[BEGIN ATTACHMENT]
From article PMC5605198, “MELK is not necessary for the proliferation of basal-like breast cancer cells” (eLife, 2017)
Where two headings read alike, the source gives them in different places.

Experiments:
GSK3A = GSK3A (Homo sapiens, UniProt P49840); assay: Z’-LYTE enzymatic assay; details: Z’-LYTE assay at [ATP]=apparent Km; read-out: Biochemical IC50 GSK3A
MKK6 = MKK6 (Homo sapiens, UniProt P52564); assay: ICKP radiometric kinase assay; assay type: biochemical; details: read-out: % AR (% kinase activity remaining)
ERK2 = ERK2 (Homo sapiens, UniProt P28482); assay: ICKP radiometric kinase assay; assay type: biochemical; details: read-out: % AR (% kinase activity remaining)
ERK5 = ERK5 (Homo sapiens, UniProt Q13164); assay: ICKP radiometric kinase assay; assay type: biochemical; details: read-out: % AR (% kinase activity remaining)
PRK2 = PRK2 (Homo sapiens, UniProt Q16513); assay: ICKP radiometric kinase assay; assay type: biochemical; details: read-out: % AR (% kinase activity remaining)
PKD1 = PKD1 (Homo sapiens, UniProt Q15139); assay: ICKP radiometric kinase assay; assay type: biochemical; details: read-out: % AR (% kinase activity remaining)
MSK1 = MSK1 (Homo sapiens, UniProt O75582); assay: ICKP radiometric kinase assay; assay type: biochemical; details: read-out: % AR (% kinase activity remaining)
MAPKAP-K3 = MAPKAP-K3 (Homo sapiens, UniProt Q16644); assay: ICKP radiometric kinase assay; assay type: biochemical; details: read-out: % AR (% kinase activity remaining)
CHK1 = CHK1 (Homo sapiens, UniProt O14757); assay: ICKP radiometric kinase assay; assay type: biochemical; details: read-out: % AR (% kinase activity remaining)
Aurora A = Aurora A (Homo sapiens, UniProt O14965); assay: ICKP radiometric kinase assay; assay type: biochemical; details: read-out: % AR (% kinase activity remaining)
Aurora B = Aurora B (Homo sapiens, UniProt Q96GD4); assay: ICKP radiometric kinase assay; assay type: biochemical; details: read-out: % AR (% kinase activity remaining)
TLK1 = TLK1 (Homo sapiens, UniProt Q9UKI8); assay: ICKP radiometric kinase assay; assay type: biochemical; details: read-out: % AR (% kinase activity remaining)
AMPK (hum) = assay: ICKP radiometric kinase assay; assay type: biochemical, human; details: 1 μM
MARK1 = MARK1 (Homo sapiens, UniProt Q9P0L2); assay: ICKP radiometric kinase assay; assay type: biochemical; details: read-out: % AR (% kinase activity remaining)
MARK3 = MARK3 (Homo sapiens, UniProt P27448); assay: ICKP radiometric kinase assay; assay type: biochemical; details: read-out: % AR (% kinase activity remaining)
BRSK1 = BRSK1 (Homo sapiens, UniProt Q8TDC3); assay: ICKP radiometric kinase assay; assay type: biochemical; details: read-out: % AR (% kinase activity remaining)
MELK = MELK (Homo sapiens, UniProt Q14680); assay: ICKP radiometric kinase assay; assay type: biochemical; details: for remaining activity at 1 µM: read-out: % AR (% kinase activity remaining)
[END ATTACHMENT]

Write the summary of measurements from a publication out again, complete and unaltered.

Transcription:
From article PMC5605198, “MELK is not necessary for the proliferation of basal-like breast cancer cells” (eLife, 2017)
Where two headings read alike, the source gives them in different places.

Experiments:
GSK3A = GSK3A (Homo sapiens, UniProt P49840); assay: Z’-LYTE enzymatic assay; details: Z’-LYTE assay at [ATP]=apparent Km; read-out: Biochemical IC50 GSK3A
MKK6 = MKK6 (Homo sapiens, UniProt P52564); assay: ICKP radiometric kinase assay; assay type: biochemical; details: read-out: % AR (% kinase activity remaining)
ERK2 = ERK2 (Homo sapiens, UniProt P28482); assay: ICKP radiometric kinase assay; assay type: biochemical; details: read-out: % AR (% kinase activity remaining)
ERK5 = ERK5 (Homo sapiens, UniProt Q13164); assay: ICKP radiometric kinase assay; assay type: biochemical; details: read-out: % AR (% kinase activity remaining)
PRK2 = PRK2 (Homo sapiens, UniProt Q16513); assay: ICKP radiometric kinase assay; assay type: biochemical; details: read-out: % AR (% kinase activity remaining)
PKD1 = PKD1 (Homo sapiens, UniProt Q15139); assay: ICKP radiometric kinase assay; assay type: biochemical; details: read-out: % AR (% kinase activity remaining)
MSK1 = MSK1 (Homo sapiens, UniProt O75582); assay: ICKP radiometric kinase assay; assay type: biochemical; details: read-out: % AR (% kinase activity remaining)
MAPKAP-K3 = MAPKAP-K3 (Homo sapiens, UniProt Q16644); assay: ICKP radiometric kinase assay; assay type: biochemical; details: read-out: % AR (% kinase activity remaining)
CHK1 = CHK1 (Homo sapiens, UniProt O14757); assay: ICKP radiometric kinase assay; assay type: biochemical; details: read-out: % AR (% kinase activity remaining)
Aurora A = Aurora A (Homo sapiens, UniProt O14965); assay: ICKP radiometric kinase assay; assay type: biochemical; details: read-out: % AR (% kinase activity remaining)
Aurora B = Aurora B (Homo sapiens, UniProt Q96GD4); assay: ICKP radiometric kinase assay; assay type: biochemical; details: read-out: % AR (% kinase activity remaining)
TLK1 = TLK1 (Homo sapiens, UniProt Q9UKI8); assay: ICKP radiometric kinase assay; assay type: biochemical; details: read-out: % AR (% kinase activity remaining)
AMPK (hum) = assay: ICKP radiometric kinase assay; assay type: biochemical, human; details: 1 μM
MARK1 = MARK1 (Homo sapiens, UniProt Q9P0L2); assay: ICKP radiometric kinase assay; assay type: biochemical; details: read-out: % AR (% kinase activity remaining)
MARK3 = MARK3 (Homo sapiens, UniProt P27448); assay: ICKP radiometric kinase assay; assay type: biochemical; details: read-out: % AR (% kinase activity remaining)
BRSK1 = BRSK1 (Homo sapiens, UniProt Q8TDC3); assay: ICKP radiometric kinase assay; assay type: biochemical; details: read-out: % AR (% kinase activity remaining)
MELK = MELK (Homo sapiens, UniProt Q14680); assay: ICKP radiometric kinase assay; assay type: biochemical; details: for remaining activity at 1 µM: read-out: % AR (% kinase activity remaining)